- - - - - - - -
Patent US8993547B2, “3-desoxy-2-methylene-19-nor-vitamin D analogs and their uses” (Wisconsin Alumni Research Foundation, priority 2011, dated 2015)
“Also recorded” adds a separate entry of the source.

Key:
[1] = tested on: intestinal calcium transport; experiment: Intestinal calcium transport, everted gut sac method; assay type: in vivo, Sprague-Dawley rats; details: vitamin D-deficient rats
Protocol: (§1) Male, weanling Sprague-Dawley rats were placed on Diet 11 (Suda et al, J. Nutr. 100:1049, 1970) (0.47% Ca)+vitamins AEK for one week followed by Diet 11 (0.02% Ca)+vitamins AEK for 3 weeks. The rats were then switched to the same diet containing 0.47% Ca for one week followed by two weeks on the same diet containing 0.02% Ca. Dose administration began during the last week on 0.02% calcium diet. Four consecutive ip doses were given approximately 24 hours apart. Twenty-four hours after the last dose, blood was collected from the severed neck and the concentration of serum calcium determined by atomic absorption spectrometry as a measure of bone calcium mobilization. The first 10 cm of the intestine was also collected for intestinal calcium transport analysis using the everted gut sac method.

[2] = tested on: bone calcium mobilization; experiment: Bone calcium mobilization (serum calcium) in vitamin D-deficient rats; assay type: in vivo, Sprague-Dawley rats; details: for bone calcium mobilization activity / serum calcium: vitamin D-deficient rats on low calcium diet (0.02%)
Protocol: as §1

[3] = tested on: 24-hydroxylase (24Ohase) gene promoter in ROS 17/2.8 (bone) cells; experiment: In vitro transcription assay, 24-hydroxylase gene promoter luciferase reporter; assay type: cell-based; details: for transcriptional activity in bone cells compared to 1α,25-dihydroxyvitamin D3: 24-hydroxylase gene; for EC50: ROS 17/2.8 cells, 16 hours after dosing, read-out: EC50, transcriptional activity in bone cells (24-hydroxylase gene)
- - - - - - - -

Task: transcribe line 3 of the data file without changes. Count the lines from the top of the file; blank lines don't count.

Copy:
Key: